[VTLS, Inc., 1800 Kraft Drive, Blacksburg, VA 24060; (800) 468-8857 or (540) 231-3637; fax (540) 231-3648.]

Winnebago Software Company offers CIRC/CAT and CIRC/CAT for the Mac as both a bundled system and software-only that run on Intel-based PCs or the Power PC Macintosh. The operating systems are MS-DOS, Windows NT, Windows 95, and Windows (CIRC/CAT for the Mac uses MacOS System 7.0); the DBMS/programming language is Btrieve and object-oriented "C," primarily. CIRC/CAT is offered in both a standalone and LAN versions. The number of concurrent users is limited only by the license of the operating system; it is not limited logically. The maximum database size is 40 billion records. The system utilizes full-MARC records. Software enhancements are usually released annually. Toll-free customer support is provided. During 1995, the company sold 1,452 bundled and 2,178 software-only packages, bringing its installed system base to 14,730 standalone/7,900 networked units worldwide (60% school libraries, 20% public, 10% each academic and special libraries). All sites were using the report generator; 95% were using local cataloging, circulation, and inventorying modules; 85% were using the OPAC; 30% each were using serials control and ILL; 20% each were using e-mail, acquisitions, authority control, and journal citation files; and 10% were using materials booking. A LAN interface was at 80% of the sites; 40% had a BiblioFile interface; 30% each had an OCLC interface, UMI/Facts on File Interface, and remote database searching; 20% each had a CD-ROM interface; 10% each had an RLIN interface, a WLN interface, and an Internet gateway server; and 5% had an UTLAS interface. The company reported gross revenues of $25 to $30 million and an after-tax profit. Thirty staff were committed to software maintenance and development, 55 to marketing and sales, and 30 to other customer support. Major software enhancements for 1995 included total connectivity with seamless interface to informational databases.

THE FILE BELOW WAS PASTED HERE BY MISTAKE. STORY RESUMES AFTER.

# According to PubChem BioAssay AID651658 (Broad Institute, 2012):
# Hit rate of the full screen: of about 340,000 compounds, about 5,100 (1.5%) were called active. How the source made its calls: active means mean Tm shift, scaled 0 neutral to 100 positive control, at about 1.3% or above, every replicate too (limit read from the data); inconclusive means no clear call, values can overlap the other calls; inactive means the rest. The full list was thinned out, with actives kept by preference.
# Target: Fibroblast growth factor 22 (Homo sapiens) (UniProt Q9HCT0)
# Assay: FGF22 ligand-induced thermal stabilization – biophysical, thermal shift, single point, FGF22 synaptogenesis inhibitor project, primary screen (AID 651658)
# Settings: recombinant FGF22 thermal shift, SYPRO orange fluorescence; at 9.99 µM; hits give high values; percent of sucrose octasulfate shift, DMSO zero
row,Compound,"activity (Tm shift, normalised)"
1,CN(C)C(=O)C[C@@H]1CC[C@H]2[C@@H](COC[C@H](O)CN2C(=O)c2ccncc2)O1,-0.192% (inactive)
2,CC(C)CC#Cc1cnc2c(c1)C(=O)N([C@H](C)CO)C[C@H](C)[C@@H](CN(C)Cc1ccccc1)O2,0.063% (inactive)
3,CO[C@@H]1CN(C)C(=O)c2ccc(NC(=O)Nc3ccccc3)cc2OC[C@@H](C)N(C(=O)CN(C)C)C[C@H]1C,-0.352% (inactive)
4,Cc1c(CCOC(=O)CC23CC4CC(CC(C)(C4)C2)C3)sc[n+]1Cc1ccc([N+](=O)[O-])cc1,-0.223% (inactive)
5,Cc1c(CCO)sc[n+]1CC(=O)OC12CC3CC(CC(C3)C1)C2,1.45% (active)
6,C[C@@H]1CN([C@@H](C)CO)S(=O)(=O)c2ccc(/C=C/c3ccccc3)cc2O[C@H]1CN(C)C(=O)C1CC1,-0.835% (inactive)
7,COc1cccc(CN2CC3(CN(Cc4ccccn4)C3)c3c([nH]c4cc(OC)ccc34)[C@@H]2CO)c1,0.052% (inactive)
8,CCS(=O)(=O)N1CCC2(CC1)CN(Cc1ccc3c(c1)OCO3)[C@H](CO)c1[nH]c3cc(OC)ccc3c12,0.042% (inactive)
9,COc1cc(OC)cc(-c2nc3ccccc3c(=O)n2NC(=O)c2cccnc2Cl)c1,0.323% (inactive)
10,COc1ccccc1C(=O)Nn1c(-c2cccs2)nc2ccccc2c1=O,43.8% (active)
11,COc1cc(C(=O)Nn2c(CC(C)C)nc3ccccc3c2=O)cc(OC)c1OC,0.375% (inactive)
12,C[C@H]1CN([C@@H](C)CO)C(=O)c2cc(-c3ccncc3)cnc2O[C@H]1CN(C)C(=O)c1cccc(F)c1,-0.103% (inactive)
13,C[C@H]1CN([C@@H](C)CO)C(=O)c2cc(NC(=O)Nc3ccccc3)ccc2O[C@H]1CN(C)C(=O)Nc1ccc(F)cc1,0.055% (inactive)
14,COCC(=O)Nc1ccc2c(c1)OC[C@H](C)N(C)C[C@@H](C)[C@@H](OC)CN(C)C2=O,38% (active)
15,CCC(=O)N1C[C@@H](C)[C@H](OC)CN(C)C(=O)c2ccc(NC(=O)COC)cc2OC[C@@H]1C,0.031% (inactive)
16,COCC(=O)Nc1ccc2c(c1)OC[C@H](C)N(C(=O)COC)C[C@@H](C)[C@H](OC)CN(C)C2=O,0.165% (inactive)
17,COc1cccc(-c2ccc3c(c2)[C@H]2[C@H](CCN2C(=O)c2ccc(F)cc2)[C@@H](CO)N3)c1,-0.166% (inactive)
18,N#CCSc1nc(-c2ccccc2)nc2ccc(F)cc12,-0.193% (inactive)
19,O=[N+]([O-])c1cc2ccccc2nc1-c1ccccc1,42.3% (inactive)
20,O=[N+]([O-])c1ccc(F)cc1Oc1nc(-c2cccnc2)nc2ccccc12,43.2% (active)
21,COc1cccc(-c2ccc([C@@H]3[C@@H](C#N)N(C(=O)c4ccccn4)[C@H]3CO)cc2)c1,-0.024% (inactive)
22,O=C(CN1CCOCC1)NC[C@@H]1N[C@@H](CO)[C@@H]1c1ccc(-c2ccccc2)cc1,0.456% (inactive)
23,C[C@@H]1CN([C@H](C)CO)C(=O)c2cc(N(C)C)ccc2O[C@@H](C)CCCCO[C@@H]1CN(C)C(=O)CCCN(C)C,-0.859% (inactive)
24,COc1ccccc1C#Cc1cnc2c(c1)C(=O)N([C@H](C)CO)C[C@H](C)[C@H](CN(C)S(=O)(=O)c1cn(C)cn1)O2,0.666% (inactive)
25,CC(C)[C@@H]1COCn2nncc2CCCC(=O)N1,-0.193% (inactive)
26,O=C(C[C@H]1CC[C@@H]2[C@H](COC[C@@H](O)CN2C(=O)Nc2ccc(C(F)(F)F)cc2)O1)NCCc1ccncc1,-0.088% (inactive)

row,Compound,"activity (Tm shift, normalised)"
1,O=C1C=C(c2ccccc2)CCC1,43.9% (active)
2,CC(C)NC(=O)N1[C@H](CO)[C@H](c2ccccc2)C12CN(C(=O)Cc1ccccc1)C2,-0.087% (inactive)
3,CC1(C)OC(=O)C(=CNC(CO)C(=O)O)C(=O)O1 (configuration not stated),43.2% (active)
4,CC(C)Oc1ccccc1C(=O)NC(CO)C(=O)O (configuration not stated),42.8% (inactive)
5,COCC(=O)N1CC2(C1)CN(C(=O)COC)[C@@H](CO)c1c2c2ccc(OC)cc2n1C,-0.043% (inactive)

[Winnebago Software Company, 357 East South, Caledonia, MN 55921; (507) 724-5411 or (800) 654-3002; fax (507) 724- 2301; Internet: sales@winnebago.com; Home Page: http://mnrnet.winnebago. com.]

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View Citation
Publication Year:1996
Type of Material:Article
Language English
Published in: Library Systems Newsletter
Publication Info:Volume 16 Number 05
Issue:May 1996
Page(s):33-42
Publisher:American Library Association
Place of Publication:Chicago, IL
Notes:Howard S. White, Editor-in-Chief; Richard W. Boss, Contributing Editor
Company: Brodart, Inc.
SIRS Mandarin, Inc.
Chancery Software, Ltd.
COMPanion Corporation
Data Trek, Inc.
EOS International
Eloquent Systems, Inc.
Follett Software Company
IME, Ltd.
Inmagic, Inc.
Kelowna Software, Ltd.
The Library Corporation
Michigan State University
Nichols Advanced Technologies Inc.
Ringgold Management Systems, Inc.
SIRS, Inc.
VTLS, Inc.
Winnebago Software Company
Mandarin Library Automation
Products: LePac
Precision One Integrated System
Precision One Media Minder
Macschool Library
Alexandria
Manager Series
Professional Series
The Eloquent Librarian
Alliance Plus
Catalog Plus
Circulation Plus
Information Navigator
T Series
Inmagic Plus
DB/TextWorks
Library 4
BiblioFile
MicroMARC for Integrated Format
Athena
MOLLI
Nonesuch Acquisitions
Nonesuch Catalog Control System
Nonesuch Circulation
Mandarin
MicroVTLS
CIRC/CAT
Subject: Library automation systems -- directories
Library automation systems -- PC based
Library automation systems -- Macintosh
ISSN:0277-0288
Record Number:5473
Last Update:2022-08-06 20:34:54
Date Created:0000-00-00 00:00:00